Adrenocortical carcinoma and pregnancy: clinical and biological features and prognosis.
Journal - European journal of endocrinology / European Federation of Endocrine Societies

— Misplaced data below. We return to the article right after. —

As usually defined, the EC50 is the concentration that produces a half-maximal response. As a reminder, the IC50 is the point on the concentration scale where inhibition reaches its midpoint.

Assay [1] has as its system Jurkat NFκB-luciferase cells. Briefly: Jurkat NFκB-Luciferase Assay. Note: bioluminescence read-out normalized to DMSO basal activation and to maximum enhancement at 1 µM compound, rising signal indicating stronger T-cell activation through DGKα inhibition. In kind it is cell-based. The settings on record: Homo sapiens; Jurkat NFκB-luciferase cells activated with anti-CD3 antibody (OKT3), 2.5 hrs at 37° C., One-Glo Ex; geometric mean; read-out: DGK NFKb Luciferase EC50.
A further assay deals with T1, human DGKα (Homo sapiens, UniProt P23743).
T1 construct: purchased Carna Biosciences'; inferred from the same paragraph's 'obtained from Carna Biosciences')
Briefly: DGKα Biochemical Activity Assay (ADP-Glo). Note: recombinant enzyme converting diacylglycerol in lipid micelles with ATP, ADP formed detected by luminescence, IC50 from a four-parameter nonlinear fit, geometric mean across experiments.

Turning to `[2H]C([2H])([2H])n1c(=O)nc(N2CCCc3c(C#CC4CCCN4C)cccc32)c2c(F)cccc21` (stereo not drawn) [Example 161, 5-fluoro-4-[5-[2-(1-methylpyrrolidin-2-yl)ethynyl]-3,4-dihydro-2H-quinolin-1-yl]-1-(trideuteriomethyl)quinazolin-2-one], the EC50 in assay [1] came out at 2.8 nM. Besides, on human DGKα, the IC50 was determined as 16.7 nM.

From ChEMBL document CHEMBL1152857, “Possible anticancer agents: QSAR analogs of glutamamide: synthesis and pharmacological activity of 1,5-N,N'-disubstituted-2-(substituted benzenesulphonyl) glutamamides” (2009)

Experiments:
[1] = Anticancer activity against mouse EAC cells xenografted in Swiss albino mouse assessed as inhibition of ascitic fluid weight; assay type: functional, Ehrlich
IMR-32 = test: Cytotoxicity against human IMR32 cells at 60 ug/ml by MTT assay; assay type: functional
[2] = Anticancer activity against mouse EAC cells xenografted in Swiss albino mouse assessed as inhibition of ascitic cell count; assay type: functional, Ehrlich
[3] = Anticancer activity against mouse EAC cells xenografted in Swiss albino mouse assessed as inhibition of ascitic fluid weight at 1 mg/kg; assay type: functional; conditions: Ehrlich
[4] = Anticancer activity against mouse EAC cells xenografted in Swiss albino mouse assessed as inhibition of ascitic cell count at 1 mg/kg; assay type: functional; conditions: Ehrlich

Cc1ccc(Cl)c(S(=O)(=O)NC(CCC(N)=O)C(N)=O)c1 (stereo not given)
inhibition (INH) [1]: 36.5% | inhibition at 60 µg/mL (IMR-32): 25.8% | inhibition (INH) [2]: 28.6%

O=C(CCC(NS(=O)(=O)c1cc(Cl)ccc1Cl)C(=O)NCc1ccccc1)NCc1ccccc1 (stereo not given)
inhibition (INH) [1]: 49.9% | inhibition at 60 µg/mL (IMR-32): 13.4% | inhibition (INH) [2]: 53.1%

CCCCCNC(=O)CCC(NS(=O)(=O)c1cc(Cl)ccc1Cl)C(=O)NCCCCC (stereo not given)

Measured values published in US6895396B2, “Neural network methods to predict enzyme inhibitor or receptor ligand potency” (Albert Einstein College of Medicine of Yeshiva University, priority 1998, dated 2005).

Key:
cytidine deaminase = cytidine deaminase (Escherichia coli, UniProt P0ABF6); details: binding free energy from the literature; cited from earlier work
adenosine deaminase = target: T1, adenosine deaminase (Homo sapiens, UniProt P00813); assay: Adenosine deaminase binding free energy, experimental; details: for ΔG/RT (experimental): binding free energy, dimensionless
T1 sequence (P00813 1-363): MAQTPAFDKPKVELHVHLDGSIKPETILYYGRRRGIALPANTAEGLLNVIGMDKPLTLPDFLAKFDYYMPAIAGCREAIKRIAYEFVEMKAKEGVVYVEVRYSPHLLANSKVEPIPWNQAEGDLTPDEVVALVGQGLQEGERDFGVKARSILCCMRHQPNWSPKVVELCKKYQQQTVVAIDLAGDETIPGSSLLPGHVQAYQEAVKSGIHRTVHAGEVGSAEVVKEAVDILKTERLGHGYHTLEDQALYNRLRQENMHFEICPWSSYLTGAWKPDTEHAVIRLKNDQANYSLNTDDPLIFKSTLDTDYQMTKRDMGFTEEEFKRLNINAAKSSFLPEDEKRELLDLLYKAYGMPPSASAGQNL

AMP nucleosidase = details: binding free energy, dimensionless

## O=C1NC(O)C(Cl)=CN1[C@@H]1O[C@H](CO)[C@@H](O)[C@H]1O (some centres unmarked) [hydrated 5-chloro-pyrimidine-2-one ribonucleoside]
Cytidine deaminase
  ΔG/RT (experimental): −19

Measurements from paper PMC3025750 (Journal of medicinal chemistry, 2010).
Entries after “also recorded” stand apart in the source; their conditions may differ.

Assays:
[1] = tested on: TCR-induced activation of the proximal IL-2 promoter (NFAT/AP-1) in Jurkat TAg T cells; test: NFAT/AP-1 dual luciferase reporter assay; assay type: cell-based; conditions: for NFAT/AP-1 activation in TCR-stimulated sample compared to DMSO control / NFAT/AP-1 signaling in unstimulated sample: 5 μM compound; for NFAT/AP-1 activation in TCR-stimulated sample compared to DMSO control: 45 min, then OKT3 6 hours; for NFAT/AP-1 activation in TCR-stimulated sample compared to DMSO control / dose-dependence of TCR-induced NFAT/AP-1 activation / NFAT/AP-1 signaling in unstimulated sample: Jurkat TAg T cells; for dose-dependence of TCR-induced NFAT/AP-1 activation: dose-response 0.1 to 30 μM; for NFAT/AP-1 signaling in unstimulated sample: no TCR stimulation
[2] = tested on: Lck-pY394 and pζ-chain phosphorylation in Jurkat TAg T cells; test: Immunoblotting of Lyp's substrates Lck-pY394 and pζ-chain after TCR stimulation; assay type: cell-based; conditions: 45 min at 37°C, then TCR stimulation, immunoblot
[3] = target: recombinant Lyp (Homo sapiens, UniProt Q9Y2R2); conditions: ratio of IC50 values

Objective: Adrenocortical carcinoma (ACC) is a rare, severe disease. Pregnancy-associated ACC has rarely been reported. We wished to evaluate the characteristics and prognosis of ACC diagnosed during pregnancy or in the post partum period, comparing them with those for ACC diagnosed in non pregnant women. Design: Clinical presentation, hormonal secretion, staging, survival and obstetric data are reported. Patients were included between 1963 and 2007. Mean follow-up was 48 months. Patients and Methods: This is a retrospective cohort study carried out at a referral center. All female patients aged 16 to 49 years diagnosed with ACC during the observation period were included (n=110). Twelve of these women were pregnant or in the first six months after delivery. Hormonal secretion, staging, obstetric data and survival were analyzed. For the survival analysis, pregnant patients were compared with a subgroup of non pregnant women matched for age, stage, and year of diagnosis (1 pregnant patient/2 controls). Results: Adrenocortical tumors diagnosed during pregnancy or in the post partum period tend to be more often cortisol-secreting tumors (p=0.06) and to be discovered at a more advanced stage than those in non pregnant women, although the differences were not significant. Fetal outcome was poor. Overall survival of the mother was worse than that of matched controls (hazard ratio of death: 3.98, confidence interval = 1.34-11.85, p=0.013) Conclusion: ACC diagnosed during pregnancy or in the post partum period is associated with a poor fetal outcome and a poorer prognosis than ACC diagnosed in non pregnant women.